What pre-existing condition makes enterovirus D68 more dangerous?

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Children with asthma are at higher risk for severe symptoms from enterovirus D68 (EV-D68) infection and other respiratory illnesses. Parents should follow guidelines from the Centers for Disease Control and Prevention (CDC) to maintain control of their child's illness.

The CDC recommends that you:
  • Discuss and update your asthma action plan with your child's primary care provider.
  • Be sure that your child takes prescribed asthma medications as directed, especially long-term control medication(s).
  • Be sure that your child keeps his reliever medication with him at all times.
  • Get your child a flu shot when it's available.
  • If your child develops new or worsening asthma symptoms, follow the steps of the asthma action plan. If the symptoms don't go away, call your child's doctor right away.
  • Parents should make sure the child’s caregiver is aware of his condition -- and know how to help if your child experiences any symptoms related to asthma.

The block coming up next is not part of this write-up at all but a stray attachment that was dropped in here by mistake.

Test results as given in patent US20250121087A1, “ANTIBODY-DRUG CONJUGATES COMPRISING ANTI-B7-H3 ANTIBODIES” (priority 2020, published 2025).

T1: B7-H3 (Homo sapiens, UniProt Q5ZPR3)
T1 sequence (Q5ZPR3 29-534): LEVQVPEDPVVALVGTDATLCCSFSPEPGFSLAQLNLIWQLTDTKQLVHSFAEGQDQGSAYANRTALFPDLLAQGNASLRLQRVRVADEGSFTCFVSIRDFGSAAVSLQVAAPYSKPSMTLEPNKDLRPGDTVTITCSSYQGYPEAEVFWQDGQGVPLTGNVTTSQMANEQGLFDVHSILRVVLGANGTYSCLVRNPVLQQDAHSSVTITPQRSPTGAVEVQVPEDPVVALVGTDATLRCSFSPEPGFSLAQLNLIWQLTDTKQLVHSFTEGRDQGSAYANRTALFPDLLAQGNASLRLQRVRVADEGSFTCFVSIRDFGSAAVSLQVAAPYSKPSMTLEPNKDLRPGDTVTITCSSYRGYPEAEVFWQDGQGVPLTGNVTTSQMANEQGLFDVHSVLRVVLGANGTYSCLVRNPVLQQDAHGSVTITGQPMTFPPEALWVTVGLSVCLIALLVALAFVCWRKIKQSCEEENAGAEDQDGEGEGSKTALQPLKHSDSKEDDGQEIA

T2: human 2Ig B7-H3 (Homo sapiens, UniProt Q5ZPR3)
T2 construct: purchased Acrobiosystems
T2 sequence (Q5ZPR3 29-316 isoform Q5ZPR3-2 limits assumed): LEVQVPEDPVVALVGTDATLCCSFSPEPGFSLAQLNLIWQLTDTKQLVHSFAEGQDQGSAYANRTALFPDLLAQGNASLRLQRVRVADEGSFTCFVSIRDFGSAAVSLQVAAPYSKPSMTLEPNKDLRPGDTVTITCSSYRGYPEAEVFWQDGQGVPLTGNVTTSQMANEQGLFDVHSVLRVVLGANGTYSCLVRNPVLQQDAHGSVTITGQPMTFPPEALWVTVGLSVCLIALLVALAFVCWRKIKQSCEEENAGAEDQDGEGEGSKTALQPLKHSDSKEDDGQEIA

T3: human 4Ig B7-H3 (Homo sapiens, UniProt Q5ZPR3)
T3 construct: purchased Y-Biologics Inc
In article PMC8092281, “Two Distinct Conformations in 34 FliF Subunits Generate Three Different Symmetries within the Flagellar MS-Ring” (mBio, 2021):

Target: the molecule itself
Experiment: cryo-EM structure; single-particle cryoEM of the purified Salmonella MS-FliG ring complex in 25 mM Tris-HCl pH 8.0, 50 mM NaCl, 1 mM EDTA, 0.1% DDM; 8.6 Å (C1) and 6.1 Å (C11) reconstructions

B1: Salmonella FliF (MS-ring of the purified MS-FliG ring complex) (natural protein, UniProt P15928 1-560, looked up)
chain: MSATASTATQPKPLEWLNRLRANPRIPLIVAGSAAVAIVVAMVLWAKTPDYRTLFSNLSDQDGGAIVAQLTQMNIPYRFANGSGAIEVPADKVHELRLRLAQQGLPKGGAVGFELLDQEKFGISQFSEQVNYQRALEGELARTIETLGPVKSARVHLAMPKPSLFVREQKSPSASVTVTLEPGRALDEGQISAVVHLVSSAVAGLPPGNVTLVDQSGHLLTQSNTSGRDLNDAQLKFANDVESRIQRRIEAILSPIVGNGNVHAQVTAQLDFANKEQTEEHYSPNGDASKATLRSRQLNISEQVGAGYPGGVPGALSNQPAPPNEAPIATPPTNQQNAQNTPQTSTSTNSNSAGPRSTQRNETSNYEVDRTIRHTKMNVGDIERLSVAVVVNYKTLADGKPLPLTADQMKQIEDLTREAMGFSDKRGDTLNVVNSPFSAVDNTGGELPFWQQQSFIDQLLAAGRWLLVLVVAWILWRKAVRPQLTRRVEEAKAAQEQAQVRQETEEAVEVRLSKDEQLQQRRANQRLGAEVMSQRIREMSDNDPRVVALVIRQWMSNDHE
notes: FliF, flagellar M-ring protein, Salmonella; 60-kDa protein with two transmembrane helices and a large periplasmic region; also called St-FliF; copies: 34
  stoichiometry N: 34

Naturally, you should follow these guidelines yourself if you have asthma and become infected by enterovirus D68.

The presence of the CDC logo and CDC content on this page should not be construed to imply endorsement by the US Government of any commercial products or services, or to replace the advice of a medical professional. The mark “CDC” is licensed under authority of the PHS.
Alan Greene, MD
Pediatrics
Enterovirus D68 is more dangerous for children who have an underlying respiratory condition, like asthma. In this video, pediatrician Alan Greene, MD, discusses how children's less-developed immune systems and smaller airways also increase risk.

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Important: This content reflects information from various individuals and organizations and may offer alternative or opposing points of view. It should not be used for medical advice, diagnosis or treatment. As always, you should consult with your healthcare provider about your specific health needs.